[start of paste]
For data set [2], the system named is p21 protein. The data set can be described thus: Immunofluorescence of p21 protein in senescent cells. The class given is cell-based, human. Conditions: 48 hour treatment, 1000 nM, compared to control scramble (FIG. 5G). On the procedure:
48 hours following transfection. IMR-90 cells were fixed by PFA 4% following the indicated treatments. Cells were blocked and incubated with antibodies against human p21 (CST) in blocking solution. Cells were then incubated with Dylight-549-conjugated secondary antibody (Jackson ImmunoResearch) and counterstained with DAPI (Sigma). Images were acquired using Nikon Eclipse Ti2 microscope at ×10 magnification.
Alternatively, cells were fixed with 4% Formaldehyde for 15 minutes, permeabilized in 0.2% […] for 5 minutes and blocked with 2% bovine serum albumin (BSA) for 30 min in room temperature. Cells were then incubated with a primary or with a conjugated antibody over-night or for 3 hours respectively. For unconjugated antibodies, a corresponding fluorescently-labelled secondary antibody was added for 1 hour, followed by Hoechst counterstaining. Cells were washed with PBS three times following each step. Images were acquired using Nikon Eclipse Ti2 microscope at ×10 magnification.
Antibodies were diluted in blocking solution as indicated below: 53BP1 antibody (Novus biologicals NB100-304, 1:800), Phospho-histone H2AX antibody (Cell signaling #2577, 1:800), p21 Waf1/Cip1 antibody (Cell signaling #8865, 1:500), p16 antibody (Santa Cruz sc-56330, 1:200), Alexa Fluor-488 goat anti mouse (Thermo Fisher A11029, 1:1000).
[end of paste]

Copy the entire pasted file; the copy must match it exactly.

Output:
For data set [2], the system named is p21 protein. The data set can be described thus: Immunofluorescence of p21 protein in senescent cells. The class given is cell-based, human. Conditions: 48 hour treatment, 1000 nM, compared to control scramble (FIG. 5G). On the procedure:
48 hours following transfection. IMR-90 cells were fixed by PFA 4% following the indicated treatments. Cells were blocked and incubated with antibodies against human p21 (CST) in blocking solution. Cells were then incubated with Dylight-549-conjugated secondary antibody (Jackson ImmunoResearch) and counterstained with DAPI (Sigma). Images were acquired using Nikon Eclipse Ti2 microscope at ×10 magnification.
Alternatively, cells were fixed with 4% Formaldehyde for 15 minutes, permeabilized in 0.2% […] for 5 minutes and blocked with 2% bovine serum albumin (BSA) for 30 min in room temperature. Cells were then incubated with a primary or with a conjugated antibody over-night or for 3 hours respectively. For unconjugated antibodies, a corresponding fluorescently-labelled secondary antibody was added for 1 hour, followed by Hoechst counterstaining. Cells were washed with PBS three times following each step. Images were acquired using Nikon Eclipse Ti2 microscope at ×10 magnification.
Antibodies were diluted in blocking solution as indicated below: 53BP1 antibody (Novus biologicals NB100-304, 1:800), Phospho-histone H2AX antibody (Cell signaling #2577, 1:800), p21 Waf1/Cip1 antibody (Cell signaling #8865, 1:500), p16 antibody (Santa Cruz sc-56330, 1:200), Alexa Fluor-488 goat anti mouse (Thermo Fisher A11029, 1:1000).